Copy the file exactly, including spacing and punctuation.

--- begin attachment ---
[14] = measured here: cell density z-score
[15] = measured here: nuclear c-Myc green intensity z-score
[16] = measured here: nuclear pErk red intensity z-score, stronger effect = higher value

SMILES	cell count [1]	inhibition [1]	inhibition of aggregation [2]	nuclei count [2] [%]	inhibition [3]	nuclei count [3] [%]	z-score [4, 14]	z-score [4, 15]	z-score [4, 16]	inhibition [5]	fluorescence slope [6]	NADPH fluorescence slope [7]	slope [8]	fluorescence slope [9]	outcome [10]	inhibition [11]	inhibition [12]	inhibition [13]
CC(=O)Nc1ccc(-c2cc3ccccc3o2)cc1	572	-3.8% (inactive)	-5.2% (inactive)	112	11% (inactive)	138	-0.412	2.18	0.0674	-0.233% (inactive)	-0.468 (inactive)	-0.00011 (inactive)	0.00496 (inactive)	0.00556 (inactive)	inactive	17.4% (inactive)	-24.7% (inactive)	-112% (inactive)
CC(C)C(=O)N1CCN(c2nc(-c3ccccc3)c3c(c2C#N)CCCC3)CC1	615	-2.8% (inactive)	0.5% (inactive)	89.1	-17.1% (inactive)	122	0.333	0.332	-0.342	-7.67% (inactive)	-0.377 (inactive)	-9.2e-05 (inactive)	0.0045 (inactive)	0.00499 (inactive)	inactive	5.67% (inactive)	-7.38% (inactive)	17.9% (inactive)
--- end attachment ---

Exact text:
[14] = measured here: cell density z-score
[15] = measured here: nuclear c-Myc green intensity z-score
[16] = measured here: nuclear pErk red intensity z-score, stronger effect = higher value

SMILES	cell count [1]	inhibition [1]	inhibition of aggregation [2]	nuclei count [2] [%]	inhibition [3]	nuclei count [3] [%]	z-score [4, 14]	z-score [4, 15]	z-score [4, 16]	inhibition [5]	fluorescence slope [6]	NADPH fluorescence slope [7]	slope [8]	fluorescence slope [9]	outcome [10]	inhibition [11]	inhibition [12]	inhibition [13]
CC(=O)Nc1ccc(-c2cc3ccccc3o2)cc1	572	-3.8% (inactive)	-5.2% (inactive)	112	11% (inactive)	138	-0.412	2.18	0.0674	-0.233% (inactive)	-0.468 (inactive)	-0.00011 (inactive)	0.00496 (inactive)	0.00556 (inactive)	inactive	17.4% (inactive)	-24.7% (inactive)	-112% (inactive)
CC(C)C(=O)N1CCN(c2nc(-c3ccccc3)c3c(c2C#N)CCCC3)CC1	615	-2.8% (inactive)	0.5% (inactive)	89.1	-17.1% (inactive)	122	0.333	0.332	-0.342	-7.67% (inactive)	-0.377 (inactive)	-9.2e-05 (inactive)	0.0045 (inactive)	0.00499 (inactive)	inactive	5.67% (inactive)	-7.38% (inactive)	17.9% (inactive)